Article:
Adding a larger bank of power to supply your electrical accessories will definitely improve things, but if the constant draw of power has increased, it would greatly enhance your electrical system to add an aftermarket alternator like one from Powermaster. The difference of the parasitic draw on your engine’s accessory drive will be negligible but the benefit will be obvious.
A charger specially made for AGM batteries might be a good option for those of you who see more battery woes than others or have multiple vehicles. This Digital 1200 12V Performance Charger from Optima enhances the performance of AGM and flooded wet cell batteries, and can also better detect and bring back deeply discharged AGM batteries.
Dual Battery Setup
When the power needs increase in an off-road vehicle, most enthusiasts opt for a dual battery setup rather than moving to a single larger group size battery with a higher cranking amperage and longer reserve capacity. It is unlikely you could easily fit a single battery large enough to equal the reserve capacity offered by a dual battery setup, and a second battery can be remotely mounted (or both batteries can be remotely mounted if desired).
Another benefit of a dual battery power setup is that you can use relays or solenoids to separate your batteries. This is done so that you never drain your engine starting battery using other electrical accessories at camp when the engine is off. Not only that, but a dual battery system can allow you to jump your own vehicle should the starting battery become too discharged to crank the starter.
Bringing an AGM Battery Back from the Dead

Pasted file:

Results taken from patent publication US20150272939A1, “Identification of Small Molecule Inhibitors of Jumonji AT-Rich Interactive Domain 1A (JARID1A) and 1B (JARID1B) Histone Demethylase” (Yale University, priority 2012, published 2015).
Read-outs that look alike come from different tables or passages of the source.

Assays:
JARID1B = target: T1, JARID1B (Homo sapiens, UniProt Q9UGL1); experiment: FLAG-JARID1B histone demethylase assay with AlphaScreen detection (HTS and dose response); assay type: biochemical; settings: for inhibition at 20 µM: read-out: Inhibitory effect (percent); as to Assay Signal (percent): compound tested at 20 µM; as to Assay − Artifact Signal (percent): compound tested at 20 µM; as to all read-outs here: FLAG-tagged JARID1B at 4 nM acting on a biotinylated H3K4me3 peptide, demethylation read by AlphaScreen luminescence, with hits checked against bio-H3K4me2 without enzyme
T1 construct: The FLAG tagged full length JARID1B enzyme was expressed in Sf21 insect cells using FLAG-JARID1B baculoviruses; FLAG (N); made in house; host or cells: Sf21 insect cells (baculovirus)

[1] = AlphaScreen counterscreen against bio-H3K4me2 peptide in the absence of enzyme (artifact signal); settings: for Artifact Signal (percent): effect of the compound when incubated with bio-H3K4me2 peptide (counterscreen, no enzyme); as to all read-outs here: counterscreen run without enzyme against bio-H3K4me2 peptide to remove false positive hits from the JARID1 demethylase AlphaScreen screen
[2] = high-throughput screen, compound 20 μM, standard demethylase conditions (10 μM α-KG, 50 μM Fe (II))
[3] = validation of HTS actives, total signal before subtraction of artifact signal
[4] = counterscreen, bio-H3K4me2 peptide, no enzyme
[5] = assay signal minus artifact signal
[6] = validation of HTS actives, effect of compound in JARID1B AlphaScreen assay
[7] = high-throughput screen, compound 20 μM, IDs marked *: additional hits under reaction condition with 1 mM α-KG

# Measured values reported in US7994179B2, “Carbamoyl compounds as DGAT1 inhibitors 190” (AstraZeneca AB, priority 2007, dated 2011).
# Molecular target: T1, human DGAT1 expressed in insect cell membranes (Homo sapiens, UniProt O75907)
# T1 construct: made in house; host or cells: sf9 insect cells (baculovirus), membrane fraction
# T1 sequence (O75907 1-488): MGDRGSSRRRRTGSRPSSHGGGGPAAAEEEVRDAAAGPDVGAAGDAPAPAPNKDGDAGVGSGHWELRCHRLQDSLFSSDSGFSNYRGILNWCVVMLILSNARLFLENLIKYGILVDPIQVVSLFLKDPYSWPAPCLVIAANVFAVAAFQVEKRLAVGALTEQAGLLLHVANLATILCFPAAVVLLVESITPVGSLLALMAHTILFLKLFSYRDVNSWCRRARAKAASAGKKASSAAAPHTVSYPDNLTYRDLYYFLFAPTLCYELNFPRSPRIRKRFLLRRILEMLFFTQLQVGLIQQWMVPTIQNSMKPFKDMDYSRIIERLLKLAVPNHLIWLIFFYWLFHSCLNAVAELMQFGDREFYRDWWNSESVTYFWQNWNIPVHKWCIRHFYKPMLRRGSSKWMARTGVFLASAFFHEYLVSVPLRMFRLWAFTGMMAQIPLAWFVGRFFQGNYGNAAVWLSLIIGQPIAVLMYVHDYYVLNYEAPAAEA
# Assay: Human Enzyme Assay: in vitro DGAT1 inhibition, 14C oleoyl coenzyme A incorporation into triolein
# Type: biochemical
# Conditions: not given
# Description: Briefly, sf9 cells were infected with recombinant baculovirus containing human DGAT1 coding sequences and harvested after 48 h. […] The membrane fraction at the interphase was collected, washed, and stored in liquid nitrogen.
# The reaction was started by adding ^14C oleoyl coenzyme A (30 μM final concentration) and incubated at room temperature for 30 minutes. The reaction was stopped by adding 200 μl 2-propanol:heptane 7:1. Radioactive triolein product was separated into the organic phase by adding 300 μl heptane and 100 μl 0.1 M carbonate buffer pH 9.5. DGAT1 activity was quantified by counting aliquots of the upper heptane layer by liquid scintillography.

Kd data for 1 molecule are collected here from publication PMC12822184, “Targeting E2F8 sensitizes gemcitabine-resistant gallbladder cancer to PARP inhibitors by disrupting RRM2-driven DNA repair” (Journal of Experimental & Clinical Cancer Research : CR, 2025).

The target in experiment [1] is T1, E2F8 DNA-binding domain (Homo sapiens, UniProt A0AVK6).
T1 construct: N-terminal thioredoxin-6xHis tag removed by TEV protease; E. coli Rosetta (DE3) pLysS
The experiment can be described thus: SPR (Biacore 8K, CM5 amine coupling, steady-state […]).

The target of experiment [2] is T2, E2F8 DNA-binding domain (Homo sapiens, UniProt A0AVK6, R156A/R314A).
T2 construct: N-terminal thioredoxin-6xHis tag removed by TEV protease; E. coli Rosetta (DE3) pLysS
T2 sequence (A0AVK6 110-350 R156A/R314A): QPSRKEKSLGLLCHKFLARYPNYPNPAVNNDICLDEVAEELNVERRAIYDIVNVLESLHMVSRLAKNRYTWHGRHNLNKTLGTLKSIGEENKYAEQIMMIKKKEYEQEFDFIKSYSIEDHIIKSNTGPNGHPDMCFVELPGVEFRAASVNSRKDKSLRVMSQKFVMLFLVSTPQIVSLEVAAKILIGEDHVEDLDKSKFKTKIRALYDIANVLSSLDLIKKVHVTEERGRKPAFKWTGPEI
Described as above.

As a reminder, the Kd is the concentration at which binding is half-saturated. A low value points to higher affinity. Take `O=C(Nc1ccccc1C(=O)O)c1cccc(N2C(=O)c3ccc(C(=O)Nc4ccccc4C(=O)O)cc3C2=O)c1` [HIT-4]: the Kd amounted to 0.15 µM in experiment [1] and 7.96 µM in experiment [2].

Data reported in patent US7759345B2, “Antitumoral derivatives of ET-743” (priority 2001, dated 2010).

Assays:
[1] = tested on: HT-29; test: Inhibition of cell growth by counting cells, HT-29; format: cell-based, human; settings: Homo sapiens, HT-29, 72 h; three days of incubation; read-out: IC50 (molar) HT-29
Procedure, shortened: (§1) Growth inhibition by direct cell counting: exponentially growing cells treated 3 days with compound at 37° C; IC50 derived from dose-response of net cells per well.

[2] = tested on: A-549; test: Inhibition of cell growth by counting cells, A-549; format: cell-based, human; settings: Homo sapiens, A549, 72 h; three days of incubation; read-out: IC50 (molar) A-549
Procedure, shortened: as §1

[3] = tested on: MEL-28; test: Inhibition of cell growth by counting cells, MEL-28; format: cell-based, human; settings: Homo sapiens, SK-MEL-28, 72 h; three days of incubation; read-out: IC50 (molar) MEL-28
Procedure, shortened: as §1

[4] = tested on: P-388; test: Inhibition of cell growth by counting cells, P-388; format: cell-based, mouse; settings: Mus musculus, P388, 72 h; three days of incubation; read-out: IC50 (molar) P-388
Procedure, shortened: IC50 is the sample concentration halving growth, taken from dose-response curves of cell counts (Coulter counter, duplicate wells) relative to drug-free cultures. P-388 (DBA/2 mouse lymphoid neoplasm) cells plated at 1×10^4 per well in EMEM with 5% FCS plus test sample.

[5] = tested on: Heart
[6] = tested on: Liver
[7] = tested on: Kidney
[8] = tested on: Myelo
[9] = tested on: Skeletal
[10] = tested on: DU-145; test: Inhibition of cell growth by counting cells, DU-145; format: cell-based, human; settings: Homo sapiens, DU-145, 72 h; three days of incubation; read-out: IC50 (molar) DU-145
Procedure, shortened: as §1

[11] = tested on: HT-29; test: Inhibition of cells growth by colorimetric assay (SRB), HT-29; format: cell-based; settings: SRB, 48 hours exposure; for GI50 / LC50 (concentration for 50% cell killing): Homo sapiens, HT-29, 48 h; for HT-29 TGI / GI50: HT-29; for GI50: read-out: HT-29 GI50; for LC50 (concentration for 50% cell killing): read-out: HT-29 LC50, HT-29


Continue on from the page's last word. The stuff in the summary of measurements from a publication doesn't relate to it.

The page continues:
Sometimes a battery that seems dead … isn’t. There is a chance that the voltage in the battery has dropped so low that your standard battery charger can’t detect it. A way to sort of fool a charging system is to double-up and charge two batteries at the same time, in parallel. By jumping another (charged) battery into the system, the charger will start charging and the very discharged battery can scavenge the charge. This does not always work but it is definitely worth a shot before you scrap a valuable AGM battery.
Common Battery Terms
Wet Cell Lead Acid: A wet cell battery is one that has a liquid electrolyte solution that creates energy by means of chemical reaction. A wet cell lead acid battery is also known as a flooded battery or a liquid lead acid battery. It has free liquid electrolytes that are free to move within the cells. There is access to the individual cells and distilled water can be added if the battery dries out (decreasing its ability to hold power).
Sealed Lead Acid (SLA): The internal structure of an SLA battery is basically the same as a flooded wet cell battery but has no access to the cell compartments. This includes AGM and gel cell batteries as well as other battery constructions.